To understand the future of credit-based transactions, credit unions need only look to the staples of American culture: coffee and donuts.

Since rolling out mobile payments in 2011, Starbucks accepts 15% of its payments via the chain's mobile app. Dunkin Donuts has also had success with mobile payments.

Mobile payments is growing at a 68% compound annual growth rate between 2010 and 2015—from $16 billion in 2010 to $214 billion in 2015, according to Aite Group. Paul Fiori, CU Wallet's Co-founder, says mobile payments offer credit unions a way to retain members—who could opt for other financial providers for the mobile opportunity alone—and realize significant revenue by partnering with retailers.

While transaction control should be the goal of credit unions, mobile payment can also increase a credit union’s overall value by building a member relationship management database where members are known and contactable before, during and after each payment.

Fiore said that with this aggregated information, credit unions can collect data to guide members toward better budgeting, spending, insurance and saving decisions; create new lines of business by providing aggregated data to merchants who enroll their private-label prepaid/gift accounts; execute prepaid promotional sales from traditional advertisements displaying QR codes (a two-dimension bar code); closing prepaid sales without the need for prepaid accounts; gain access to new sources of revenue from actionable offers and advertising from consumer packaged goods and other complementary businesses; sharpen member insight using mobile credentials to better track member preferences; implement cardless loyalty programs without disruptions to the point of sale (POS); and negotiate early-mover promotional incentives and discounts.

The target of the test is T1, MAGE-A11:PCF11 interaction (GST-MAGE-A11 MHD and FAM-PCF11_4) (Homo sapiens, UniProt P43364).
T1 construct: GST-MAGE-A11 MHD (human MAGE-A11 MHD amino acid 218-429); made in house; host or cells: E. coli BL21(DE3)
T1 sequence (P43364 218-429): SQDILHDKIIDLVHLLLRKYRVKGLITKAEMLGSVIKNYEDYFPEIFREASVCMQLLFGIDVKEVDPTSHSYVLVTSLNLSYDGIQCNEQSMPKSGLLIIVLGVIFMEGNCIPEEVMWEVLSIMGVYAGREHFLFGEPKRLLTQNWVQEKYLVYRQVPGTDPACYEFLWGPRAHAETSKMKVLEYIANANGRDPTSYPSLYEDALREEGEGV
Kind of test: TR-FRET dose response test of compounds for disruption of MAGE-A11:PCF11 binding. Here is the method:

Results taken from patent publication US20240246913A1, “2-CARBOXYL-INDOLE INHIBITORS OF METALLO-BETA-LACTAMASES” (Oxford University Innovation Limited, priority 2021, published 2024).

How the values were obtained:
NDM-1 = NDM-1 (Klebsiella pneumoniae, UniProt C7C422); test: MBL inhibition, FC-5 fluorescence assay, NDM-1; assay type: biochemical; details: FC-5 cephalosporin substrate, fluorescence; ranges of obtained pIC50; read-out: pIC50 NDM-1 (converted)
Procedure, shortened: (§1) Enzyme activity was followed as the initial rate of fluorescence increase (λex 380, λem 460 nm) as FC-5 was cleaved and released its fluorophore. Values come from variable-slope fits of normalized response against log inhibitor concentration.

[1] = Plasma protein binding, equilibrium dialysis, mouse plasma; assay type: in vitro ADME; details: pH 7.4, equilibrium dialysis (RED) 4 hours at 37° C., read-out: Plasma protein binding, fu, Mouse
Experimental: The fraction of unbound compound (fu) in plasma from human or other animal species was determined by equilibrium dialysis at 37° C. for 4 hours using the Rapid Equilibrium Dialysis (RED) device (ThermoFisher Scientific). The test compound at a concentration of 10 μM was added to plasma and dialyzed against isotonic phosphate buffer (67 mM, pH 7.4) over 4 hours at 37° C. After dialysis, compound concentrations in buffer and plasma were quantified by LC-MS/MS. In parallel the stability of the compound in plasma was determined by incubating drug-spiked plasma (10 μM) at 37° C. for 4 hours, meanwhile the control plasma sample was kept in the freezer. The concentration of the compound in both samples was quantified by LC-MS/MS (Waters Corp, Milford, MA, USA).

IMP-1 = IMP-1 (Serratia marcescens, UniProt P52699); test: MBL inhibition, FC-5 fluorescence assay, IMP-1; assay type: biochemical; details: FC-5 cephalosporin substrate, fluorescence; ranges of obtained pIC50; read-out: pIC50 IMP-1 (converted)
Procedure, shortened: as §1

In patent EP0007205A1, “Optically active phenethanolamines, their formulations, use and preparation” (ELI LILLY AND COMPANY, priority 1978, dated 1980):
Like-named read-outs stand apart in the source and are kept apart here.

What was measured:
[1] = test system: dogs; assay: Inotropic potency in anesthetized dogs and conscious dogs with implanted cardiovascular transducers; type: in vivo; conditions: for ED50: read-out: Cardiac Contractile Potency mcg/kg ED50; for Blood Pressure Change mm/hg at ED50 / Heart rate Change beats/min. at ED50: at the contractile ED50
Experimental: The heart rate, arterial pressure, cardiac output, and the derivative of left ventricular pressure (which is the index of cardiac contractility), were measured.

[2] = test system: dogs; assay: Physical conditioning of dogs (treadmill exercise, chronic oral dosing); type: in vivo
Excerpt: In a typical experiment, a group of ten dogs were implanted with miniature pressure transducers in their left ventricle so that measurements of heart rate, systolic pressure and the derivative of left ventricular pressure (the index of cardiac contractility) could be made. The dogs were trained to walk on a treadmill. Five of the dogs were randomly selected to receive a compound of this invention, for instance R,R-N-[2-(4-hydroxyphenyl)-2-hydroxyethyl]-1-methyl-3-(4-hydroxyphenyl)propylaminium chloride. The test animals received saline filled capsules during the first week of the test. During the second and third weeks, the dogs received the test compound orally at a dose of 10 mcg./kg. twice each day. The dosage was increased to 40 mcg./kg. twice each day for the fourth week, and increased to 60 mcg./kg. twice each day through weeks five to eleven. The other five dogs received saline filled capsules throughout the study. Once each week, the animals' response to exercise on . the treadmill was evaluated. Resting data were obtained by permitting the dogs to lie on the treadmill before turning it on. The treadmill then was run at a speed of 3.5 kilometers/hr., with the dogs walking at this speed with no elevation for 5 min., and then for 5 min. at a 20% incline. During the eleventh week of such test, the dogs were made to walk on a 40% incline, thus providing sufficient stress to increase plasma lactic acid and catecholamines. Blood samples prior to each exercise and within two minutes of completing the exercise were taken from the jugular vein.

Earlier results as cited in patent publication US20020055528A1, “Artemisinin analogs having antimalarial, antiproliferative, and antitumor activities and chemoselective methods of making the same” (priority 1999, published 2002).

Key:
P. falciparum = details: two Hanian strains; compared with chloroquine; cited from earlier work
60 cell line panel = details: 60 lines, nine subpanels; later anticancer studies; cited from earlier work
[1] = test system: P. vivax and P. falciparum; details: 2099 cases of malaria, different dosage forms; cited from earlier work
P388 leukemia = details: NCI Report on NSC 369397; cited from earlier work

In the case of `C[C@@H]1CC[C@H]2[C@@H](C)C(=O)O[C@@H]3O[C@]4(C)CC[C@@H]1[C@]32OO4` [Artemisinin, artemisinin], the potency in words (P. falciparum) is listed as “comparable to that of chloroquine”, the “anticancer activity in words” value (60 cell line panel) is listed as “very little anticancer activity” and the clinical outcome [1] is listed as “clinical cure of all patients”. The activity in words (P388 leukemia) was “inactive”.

There is some pressure to act, since it’s only a matter of time before retailers officially square off against banks and credit unions in the mobile wallet arena.

PayPal and Google Wallet, for example, are working with Discover Card to couple mobile payments with a plastic card.

And the merchants are acting directly to leverage mobile payments. Target, Best Buy, Walmart, and several other national merchants, are teaming up in a joint venture: Merchant Customer Exchange (MCX). The hope is to develop a mobile payments platform that will enable the participants to operate their own payment system and avoid interchange fees.

John Best is founder, president and CEO of Best Innovation Group.